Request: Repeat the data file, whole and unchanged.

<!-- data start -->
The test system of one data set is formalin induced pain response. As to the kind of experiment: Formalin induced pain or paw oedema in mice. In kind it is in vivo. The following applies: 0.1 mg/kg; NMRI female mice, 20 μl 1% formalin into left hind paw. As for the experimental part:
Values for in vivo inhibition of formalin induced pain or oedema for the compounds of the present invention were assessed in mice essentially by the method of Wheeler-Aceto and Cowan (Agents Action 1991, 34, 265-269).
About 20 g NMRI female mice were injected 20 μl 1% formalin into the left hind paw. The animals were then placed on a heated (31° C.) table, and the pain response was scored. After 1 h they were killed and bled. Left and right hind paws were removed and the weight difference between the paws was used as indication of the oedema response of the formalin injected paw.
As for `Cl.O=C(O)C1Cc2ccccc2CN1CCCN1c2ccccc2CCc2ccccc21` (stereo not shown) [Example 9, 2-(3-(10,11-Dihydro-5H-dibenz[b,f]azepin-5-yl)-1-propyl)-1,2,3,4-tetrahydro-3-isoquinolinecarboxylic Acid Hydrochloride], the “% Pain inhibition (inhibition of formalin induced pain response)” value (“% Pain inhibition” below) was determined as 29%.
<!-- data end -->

The test system of one data set is formalin induced pain response. As to the kind of experiment: Formalin induced pain or paw oedema in mice. In kind it is in vivo. The following applies: 0.1 mg/kg; NMRI female mice, 20 μl 1% formalin into left hind paw. As for the experimental part:
Values for in vivo inhibition of formalin induced pain or oedema for the compounds of the present invention were assessed in mice essentially by the method of Wheeler-Aceto and Cowan (Agents Action 1991, 34, 265-269).
About 20 g NMRI female mice were injected 20 μl 1% formalin into the left hind paw. The animals were then placed on a heated (31° C.) table, and the pain response was scored. After 1 h they were killed and bled. Left and right hind paws were removed and the weight difference between the paws was used as indication of the oedema response of the formalin injected paw.
As for `Cl.O=C(O)C1Cc2ccccc2CN1CCCN1c2ccccc2CCc2ccccc21` (stereo not shown) [Example 9, 2-(3-(10,11-Dihydro-5H-dibenz[b,f]azepin-5-yl)-1-propyl)-1,2,3,4-tetrahydro-3-isoquinolinecarboxylic Acid Hydrochloride], the “% Pain inhibition (inhibition of formalin induced pain response)” value (“% Pain inhibition” below) was determined as 29%.